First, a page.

Almost every month, some Swamiji including the now-almost-forgotten Prakash Veer Shashtriji used to grace the Arya Samaj Mandir. It was a huge beautiful green complex with an air of spirituality. I had always felt some currents flowing inside me whenever I visited that place. Today the façade of that mandir has been converted into a shopping complex and a concrete jungle has been erected where once the banyan, jamun, aam and pilkhan trees used to provide their pleasant shades to the visitors.
Only the old havan-pandal is left as the last vestige of that once glorious oasis of spirituality. I’m not mourning the disappearance of a certain physical edifice but the disappearance of the spirit once that mandir used to symbolize. Under some political pressures and nefarious tactics of parochial thought processes, Arya Samaj seems to have abdicated its platform and surrendered its themes before the all-pervading domination of ideologies it had so vehemently negated.
The sprouting Ashrams based on its anti-thesis all over India bear witness to my statement. A key Vedic teaching is that we should view God as our mother. The most important relation that a child has is the one with the mother. They call God, the cosmic mother Savita who gives birth to the entire universe. Usually relationships are two-way streets. But the relation between mother-child is different. A mother is exceptional in that she gives everything to her child without expecting anything in return.
Similarly, God benevolently makes available all that we need for our overall good such as food, water and air. However, there are some responsibilities incumbent upon us humans in order to be good children. I don’t have to remind the Arya Samaj that responsibility.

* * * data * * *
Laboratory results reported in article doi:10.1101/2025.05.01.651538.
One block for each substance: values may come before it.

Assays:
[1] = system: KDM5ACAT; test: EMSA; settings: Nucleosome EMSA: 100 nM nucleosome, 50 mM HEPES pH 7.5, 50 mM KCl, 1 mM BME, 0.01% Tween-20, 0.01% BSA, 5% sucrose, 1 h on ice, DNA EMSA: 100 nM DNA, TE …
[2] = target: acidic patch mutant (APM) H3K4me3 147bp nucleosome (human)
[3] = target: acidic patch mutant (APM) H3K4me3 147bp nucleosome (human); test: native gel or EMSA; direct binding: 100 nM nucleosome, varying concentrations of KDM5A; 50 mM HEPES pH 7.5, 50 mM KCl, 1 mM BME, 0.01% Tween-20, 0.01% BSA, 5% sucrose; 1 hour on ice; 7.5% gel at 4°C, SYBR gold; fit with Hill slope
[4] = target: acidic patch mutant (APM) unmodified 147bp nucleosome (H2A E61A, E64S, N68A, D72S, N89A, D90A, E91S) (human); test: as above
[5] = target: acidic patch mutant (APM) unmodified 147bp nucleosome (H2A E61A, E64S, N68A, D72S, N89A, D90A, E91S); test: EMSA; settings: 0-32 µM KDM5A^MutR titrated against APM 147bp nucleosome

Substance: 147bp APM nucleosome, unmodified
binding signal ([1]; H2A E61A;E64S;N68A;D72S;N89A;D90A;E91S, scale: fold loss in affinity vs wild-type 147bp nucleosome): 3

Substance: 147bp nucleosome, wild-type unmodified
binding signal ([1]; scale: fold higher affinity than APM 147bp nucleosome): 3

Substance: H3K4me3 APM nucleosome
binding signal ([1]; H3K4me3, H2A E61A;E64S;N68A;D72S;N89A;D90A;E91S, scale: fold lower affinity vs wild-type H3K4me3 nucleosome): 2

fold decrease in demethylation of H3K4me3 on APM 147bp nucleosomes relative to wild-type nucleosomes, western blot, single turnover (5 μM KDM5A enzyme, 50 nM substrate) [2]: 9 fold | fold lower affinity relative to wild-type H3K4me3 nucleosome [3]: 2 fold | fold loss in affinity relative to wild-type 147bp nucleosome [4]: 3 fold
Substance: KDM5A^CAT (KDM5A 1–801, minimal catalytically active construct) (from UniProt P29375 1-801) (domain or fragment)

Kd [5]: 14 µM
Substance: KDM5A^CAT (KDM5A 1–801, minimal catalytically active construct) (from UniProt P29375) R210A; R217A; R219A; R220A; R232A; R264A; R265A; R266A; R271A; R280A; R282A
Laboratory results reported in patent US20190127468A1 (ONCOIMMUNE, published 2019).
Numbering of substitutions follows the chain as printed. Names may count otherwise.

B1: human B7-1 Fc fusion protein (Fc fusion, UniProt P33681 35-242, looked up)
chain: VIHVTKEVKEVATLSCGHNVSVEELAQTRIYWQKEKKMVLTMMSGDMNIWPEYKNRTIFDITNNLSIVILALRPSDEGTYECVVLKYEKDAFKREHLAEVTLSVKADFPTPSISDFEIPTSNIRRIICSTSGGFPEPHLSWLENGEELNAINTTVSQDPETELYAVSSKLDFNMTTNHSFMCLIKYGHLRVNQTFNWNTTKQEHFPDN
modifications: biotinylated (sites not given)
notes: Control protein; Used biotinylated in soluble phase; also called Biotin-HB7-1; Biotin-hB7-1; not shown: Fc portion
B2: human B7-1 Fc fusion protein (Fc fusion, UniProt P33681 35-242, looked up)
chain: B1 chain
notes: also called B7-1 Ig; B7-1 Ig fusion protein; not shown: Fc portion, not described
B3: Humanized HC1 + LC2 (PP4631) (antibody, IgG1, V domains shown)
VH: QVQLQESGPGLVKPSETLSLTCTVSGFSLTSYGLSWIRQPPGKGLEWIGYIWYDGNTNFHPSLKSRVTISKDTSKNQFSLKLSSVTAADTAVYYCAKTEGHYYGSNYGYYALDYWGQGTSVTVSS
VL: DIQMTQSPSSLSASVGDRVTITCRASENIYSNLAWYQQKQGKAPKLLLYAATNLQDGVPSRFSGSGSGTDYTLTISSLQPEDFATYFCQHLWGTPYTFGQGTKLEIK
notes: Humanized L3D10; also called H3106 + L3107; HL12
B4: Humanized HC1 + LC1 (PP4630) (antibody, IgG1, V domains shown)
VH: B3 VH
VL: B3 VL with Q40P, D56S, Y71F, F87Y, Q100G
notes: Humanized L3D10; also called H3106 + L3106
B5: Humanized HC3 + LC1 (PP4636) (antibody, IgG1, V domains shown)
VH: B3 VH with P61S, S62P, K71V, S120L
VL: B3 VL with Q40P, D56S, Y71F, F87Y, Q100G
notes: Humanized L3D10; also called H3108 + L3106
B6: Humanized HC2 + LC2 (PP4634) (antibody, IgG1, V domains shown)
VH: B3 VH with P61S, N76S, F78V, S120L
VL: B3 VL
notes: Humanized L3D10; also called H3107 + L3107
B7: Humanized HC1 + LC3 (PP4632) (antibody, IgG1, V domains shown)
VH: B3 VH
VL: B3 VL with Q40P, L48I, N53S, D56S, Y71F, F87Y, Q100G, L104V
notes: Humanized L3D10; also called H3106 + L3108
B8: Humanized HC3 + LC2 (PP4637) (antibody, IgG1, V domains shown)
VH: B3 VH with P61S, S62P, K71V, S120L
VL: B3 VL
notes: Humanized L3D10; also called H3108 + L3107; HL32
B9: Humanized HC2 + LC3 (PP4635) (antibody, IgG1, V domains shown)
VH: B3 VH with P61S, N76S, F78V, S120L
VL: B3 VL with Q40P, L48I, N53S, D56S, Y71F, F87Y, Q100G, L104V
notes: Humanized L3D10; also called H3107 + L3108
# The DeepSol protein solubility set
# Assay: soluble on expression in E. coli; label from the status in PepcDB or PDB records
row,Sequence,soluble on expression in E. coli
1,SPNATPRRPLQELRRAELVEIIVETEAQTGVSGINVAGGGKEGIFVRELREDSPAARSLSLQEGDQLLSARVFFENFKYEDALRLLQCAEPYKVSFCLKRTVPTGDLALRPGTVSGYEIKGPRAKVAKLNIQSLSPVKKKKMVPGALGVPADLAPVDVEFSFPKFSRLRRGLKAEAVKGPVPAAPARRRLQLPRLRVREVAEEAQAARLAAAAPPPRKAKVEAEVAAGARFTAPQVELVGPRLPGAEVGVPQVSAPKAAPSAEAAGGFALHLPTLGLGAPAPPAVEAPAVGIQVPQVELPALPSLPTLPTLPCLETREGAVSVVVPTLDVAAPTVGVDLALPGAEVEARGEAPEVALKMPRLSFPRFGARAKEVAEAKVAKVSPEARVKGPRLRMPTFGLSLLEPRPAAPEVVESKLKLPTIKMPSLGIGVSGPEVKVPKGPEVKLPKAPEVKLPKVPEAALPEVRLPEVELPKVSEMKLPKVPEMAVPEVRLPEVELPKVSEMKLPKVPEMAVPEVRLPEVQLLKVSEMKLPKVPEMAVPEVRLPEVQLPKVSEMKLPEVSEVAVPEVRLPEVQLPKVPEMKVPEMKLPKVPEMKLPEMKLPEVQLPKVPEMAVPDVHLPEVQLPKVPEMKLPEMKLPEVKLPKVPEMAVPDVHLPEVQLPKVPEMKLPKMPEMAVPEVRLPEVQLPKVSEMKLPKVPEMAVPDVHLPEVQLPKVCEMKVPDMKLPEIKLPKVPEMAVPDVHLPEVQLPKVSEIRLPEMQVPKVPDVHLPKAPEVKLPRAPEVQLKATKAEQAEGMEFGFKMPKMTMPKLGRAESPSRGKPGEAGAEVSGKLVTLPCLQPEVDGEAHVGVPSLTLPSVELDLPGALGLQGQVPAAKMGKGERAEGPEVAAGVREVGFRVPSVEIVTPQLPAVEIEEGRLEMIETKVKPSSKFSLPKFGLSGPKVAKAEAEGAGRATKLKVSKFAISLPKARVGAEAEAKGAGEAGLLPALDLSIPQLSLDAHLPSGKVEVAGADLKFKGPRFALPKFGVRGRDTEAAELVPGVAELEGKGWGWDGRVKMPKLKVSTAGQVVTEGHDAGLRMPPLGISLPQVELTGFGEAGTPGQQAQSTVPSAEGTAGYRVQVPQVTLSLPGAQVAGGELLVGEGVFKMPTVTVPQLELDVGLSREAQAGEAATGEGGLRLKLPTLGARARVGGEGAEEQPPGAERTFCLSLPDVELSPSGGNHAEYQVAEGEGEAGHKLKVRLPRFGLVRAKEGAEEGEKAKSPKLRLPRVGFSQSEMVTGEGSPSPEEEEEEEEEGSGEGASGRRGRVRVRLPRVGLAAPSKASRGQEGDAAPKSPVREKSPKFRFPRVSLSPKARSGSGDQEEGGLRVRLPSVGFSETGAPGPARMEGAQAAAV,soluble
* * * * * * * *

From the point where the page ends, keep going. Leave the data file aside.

According to Vedas, every relationship needs to be nurtured at three levels: knowledge, action and togetherness, which can be transliterated as jnana, karma and upasana. Jnana – Just as we must know our loved ones well, we must also know our duties and responsibilities towards God. Karma – Our actions ought to fulfill these duties and responsibilities. Upasana - We must, exclusively and devotedly, spend time with God. We must be faithful in all three facets of our relationship with God.
The triad of jnana, karma and upasana is called Prasthanatrayi (three-fold journey). Rig Veda mainly deals with the spiritual sciences, shedding light on the nature of both God and the soul. Atharva Veda covers jnana - the wordly knowledge such as the material sciences; family, community and political affairs. Yajur Veda deals with karma and Sama Veda covers upasana. Whenever I pass by the Arya Samaj Mandir, all these memories of Vedas come to mind and I long and look for the same activity.
Unfortunately, except half-closed doors, and few, almost forlorn, keepers, there is hardly any presence of real spiritual life. No more lectures or any discussions about Dyanand Saraswati or ‘Satayarth Prakash’. No echoes of even remote spirituality near my favorite Mandir of childhood. I’m wondering if this soul-provoking and scientific-thought-wing of Hindu religion is accepting the fact that it is left with no role to play?